We tend to pay more attention to bad news and it’s not just because we’re morbid, its because we perceive negative news as being more important or profound. We also tend to give more credibility to bad news, perhaps because we’re suspicious of constant claims to the contrary. Also again evolutionarily, heeding bad news has tended to be more beneficial and adaptive than ignoring good news (e.g. ” sabre tooth tigers suck” vs. “this berry tastes good”). However, today, we run the real risk of dwelling on negativity at the expense of positivity and this is true in our day to day lives, the media, and of course healthcare and physiotherapy.

Positive Bias

In the world of research, a positive bias is a negative thing as it refers to the preference for publishers to publish research that has a positive or eventful outcome over research that has an uneventful or negative outcome. This can lead us to make errors in our judgement and thinking when choosing treatments and it is a huge problem in all aspects of healthcare, physio included. Without publishing the research that shows little, no, or even detrimental effects we tend to get a skewed view of the effects of some treatments such as dry needling, manual therapy, symptom modification procedures and so think they are more effective or safer than they actually are.

My Positive Bias

To finish this blog I want to discuss the bias that I most often get accused of which is my clear, obvious, and intentional bias towards the use of exercise over and above passive treatments such as manipulations, massage, electrotherapy, taping, needling etc for all painful musculoskeletal conditions and complaints.


The evidence on exercise for helping painful conditions although cannot be called strong does consistently outperform all passive treatments. I will be the first to admit that the how and why exercise-based interventions help for many painful conditions is not well understood, and I am aware that the process of doing the exercises may be more beneficial than the outcome for many patients we see.

We know exercise can create both physiological and psychological effects and trying to determine which or what of these effects is working more or less for some is near on impossible, but just because we can’t say what is helping with exercise-based interventions, doesn’t mean we can’t say what is not helping.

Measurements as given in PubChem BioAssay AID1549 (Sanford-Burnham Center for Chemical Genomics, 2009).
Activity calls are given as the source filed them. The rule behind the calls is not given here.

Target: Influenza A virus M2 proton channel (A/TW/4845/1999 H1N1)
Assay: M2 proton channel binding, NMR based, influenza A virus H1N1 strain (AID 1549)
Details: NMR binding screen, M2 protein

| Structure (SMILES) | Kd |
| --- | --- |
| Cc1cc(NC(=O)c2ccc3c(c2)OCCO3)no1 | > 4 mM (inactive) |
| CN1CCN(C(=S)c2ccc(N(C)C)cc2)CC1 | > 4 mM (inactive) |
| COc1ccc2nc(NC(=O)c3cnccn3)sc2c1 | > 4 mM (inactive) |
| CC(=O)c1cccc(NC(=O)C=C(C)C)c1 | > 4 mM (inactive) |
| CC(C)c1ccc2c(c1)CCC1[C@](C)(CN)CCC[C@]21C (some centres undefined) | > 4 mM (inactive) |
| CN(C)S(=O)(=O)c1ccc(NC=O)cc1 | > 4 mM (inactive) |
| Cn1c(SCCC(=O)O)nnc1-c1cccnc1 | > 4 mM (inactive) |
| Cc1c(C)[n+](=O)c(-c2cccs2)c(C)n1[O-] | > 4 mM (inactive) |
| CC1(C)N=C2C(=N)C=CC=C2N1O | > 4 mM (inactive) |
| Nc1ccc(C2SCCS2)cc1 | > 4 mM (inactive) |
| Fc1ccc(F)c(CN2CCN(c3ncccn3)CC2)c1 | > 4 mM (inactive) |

The addition of passive modalities to exercise also doesn’t seem to significantly enhance the effects of exercise when given alone, and so it is these factors which is why I have abandoned all passive modalities from my practice completely and often try to encourage others to do the same.

This is what often causes a lot of anger and accusations of my bias from many who continue to use them, but even more so from those who continue to teach things such as spinal manipulations, myofascial release, and dry needling. This is often due to their own biases and fears, and to combat this they are quick to rebuke and reject my views and opinions by accusing me of my own bias and stating that my arguments against passive treatments are flawed and therefore invalid.

This is simply ridiculous, having a bias doesn’t automatically make an argument flawed or invalid. For example I have a bias that all racism and sexism is abhorent. I also have a bias that putting your hand into a fire is not an effective treatment for back pain. So are these bias flawed? Of course not! Some biases are formed on information so strong and plausible that they are positive bias. Those that attempt to appeal to the middle ground and argue that we need to be as critical of all our biases are simply not true.


So, in summary, to accuse someone of having a bias towards exercise over passive treatments is an example of a positive bias and one that I am proud to have. To be frank it is one bias I wish more in healthcare and physiotherapy would have. Could you imagine what our healthcare system would look like if every doctor, surgeon, therapist, nurse, assistant had a bias towards using physical activity and exercise over drugs, surgery, bed rest, tapes, braces, needles, massage, etc?

If being biased towards exercise is wrong, then to put it simply, I don’t want to be right!

As always thanks for reading


3 thoughts on “A positive bias…

  1. thanks again Meakins.. But dont waste too much time on your haters. We are many who dont hate you 🙂 Merry Xmas